Hindemith composed more than 30 sonatas for the most diverse instruments – all of which he was capable of playing himself! This fascinating selection of works written between 1935 (when he became persona non grata in Nazi Germany) and 1948 (the brilliant Cello Sonata for Piatigorsky) is played by some of today’s finest soloists, with the guiding spirit of Alexander Melnikov at the piano. How often does one hear a sonata for Althorn? Especially one published along with a poem by the composer?
Hearing or performing music comes closest in the range of human activity to a visceral connection to the past. As long as we have notation and knowledge of how to interpret it, we can effectively experience something like our ancestors did when they sang the same music. Of course, our 20th-century sensibilities and knowledge–or lack thereof–prevent us from sharing identical responses, but as with the music on this disc, when we hear it we are in some way transported to another place. We know a completely different sound world from our own; we know that the accepted order of certain things was different. And we also know that in many ways people haven't changed. Machaut's music conveys a spirituality–both joyful and contemplative–that's as true in its impact as it must have been 600 years ago, a point made ever so clearly by these especially vibrant and vital performances.
Two classic easy-listening albums by Paul Mauriat and His Orchestra, originally released in 1977 on the Philips label, together on one CD and remastered from the original analogue stereo tapes for Vocalion's trademark crystal-clear sound.
Rhino Celebrates The Trio’s 50th Anniversary With A 24-Song Collection Of Rare And Unreleased Live Performances Recorded In Tokyo And Kyoto. By 1967, Peter, Paul and Mary’s inspiring performances and memorable hits had earned Peter Yarrow, Noel Paul Stookey and Mary Travers fans all over the world, Japan in particular. In January of that year, the group returned to the island-nation for a tour marked by a string of emotionally stirring performances. Tapes were rolling during shows at Tokyo and Kyoto (January 16 and 17), recording music that would later appear on Deluxe: Live in Japan, an LP that was only available in Japan.
Ballads, which really seems to make ballads out of ballads, has been considered both worthy of hanging on the museum wall alongside the other masterpieces and being accorded special merit as the jazz record most used for background music. Since no less a genius than the great French composer Erik Satie invented the concept of background music, this might not be such a contradiction or insult. Only the short "Circles" invites a real comparison with the piano music of Satie; elsewhere you're in extremely extended territory, Paul Bley's desire to play the slowest music in history meshing with a new style of rhythm section accompaniment that sounds like everything from tuning the drums to adjusting the drapes.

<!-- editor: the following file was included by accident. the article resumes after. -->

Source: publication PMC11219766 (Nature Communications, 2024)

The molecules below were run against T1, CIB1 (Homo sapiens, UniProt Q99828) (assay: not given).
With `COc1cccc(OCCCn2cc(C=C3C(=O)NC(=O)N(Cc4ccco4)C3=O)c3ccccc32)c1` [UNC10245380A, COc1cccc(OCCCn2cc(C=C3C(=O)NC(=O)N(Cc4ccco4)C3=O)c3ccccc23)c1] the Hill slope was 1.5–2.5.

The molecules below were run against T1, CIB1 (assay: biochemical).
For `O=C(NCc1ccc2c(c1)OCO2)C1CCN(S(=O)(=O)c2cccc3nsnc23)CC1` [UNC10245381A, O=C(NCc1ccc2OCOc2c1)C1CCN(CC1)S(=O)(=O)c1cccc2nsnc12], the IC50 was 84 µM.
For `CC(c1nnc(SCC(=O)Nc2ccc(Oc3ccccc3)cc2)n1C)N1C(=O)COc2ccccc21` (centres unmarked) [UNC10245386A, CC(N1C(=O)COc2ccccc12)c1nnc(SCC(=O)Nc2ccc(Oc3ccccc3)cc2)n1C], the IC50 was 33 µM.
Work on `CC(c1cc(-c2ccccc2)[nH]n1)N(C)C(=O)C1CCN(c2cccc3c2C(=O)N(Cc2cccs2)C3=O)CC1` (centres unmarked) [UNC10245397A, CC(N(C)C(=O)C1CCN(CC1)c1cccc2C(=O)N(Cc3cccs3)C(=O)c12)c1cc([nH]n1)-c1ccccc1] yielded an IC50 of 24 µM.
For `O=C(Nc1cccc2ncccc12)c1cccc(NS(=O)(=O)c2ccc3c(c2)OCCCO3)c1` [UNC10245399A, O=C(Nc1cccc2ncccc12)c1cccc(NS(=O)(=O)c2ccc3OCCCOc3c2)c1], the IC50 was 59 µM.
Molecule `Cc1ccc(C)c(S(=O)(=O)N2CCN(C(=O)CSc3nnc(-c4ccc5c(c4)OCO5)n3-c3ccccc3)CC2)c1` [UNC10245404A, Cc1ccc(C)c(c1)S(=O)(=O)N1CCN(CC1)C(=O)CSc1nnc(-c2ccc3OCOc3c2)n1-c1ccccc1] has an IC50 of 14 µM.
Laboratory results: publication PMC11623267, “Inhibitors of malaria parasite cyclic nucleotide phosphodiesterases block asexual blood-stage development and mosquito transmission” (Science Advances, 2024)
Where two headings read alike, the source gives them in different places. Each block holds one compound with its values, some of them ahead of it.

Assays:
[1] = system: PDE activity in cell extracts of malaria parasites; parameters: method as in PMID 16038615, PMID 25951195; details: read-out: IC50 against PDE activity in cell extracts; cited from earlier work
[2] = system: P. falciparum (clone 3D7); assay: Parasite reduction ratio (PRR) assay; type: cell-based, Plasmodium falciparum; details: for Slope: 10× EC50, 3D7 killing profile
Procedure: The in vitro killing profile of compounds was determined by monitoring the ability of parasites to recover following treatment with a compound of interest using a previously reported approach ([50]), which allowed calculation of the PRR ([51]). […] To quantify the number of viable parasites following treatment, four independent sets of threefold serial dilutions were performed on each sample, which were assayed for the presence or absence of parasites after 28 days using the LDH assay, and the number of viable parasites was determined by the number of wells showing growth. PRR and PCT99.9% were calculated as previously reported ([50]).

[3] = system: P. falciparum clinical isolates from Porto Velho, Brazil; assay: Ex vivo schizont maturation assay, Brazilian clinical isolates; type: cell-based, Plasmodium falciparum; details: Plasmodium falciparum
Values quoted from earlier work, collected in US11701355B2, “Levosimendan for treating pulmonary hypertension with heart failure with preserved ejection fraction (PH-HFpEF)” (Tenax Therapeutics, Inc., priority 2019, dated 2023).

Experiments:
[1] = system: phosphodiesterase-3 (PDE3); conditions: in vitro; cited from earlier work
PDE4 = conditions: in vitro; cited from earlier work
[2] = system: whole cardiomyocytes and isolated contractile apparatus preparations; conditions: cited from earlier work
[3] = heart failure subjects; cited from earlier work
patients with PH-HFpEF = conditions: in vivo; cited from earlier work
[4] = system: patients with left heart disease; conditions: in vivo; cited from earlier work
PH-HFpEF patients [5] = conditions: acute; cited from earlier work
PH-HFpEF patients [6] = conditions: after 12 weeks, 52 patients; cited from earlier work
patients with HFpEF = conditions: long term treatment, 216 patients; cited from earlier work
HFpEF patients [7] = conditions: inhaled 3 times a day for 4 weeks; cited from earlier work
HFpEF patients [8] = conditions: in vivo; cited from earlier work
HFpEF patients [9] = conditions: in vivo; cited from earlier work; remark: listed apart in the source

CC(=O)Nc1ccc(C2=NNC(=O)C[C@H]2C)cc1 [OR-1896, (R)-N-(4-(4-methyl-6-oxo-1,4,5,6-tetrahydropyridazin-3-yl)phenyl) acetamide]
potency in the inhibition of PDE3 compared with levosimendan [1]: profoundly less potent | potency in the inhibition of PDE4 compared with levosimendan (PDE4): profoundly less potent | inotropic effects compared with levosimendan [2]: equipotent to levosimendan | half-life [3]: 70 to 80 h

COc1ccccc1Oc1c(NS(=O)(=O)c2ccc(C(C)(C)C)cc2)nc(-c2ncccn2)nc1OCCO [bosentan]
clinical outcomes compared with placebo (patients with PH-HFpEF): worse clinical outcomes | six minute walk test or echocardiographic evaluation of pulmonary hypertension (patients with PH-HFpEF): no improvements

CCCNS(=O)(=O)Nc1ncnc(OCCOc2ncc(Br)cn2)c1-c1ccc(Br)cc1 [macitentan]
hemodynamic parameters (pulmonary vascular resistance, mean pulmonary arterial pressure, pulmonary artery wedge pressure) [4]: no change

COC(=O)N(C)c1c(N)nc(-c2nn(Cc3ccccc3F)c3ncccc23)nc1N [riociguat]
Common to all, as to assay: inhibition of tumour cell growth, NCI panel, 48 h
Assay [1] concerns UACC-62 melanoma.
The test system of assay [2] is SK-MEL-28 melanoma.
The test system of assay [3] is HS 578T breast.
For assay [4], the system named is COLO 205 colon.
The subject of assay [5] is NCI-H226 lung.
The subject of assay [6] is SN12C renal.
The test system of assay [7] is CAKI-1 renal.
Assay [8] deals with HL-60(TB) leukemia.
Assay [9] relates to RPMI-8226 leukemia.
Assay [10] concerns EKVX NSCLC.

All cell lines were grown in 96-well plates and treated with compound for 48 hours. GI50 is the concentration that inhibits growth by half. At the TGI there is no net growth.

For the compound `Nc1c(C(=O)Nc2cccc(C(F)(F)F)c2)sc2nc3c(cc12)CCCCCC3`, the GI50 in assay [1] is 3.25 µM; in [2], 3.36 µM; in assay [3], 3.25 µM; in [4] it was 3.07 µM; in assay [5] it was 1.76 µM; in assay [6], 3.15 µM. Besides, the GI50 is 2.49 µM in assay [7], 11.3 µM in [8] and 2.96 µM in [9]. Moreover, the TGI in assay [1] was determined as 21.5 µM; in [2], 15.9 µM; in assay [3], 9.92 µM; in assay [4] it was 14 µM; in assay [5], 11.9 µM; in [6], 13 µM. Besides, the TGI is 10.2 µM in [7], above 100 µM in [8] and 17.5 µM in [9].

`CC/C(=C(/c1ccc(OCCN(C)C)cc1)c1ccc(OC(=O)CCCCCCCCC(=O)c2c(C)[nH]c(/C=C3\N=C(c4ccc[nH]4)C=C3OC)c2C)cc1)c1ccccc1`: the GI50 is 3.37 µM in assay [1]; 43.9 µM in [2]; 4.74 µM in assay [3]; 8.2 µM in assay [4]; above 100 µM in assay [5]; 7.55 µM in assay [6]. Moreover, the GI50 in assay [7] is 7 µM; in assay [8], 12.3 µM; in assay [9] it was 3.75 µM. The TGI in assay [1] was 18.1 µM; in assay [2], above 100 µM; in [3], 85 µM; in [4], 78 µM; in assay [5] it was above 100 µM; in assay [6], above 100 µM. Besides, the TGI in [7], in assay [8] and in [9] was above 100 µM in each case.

This collection of works for unaccompanied voices is bookended by works by singer Cathy Berberian and composer Luciano Berio, who were once married to each other. John Cage's Story is a movement of his percussion quartet Living Room Music, while Young Turtle Asymmetries is by Cage's pupil Jackson Mac Low and Roger Marsh's Not a Soul But Ourselves is set to a text by James Joyce. Usually done solo, Berberian's Stripsody, with its score consisting solely of cartoons, is sung here by a trio and must be heard to be believed.
Features 24 bit remastering and comes with a mini-description. Paul Smith is well-known to jazz fans for his sterling accompaniment on a number of Ella Fitzgerald's best albums, particularly Ella in Berlin. But the veteran pianist has recorded quite a bit on his own, though few of his LPs (like this Warner Bros. album from the 1960s) have been reissued on CD. Joining him on this trio date are bassist Wilfred Middlebrooks (who worked alongside Smith with Ella) and drummer Frank Capp.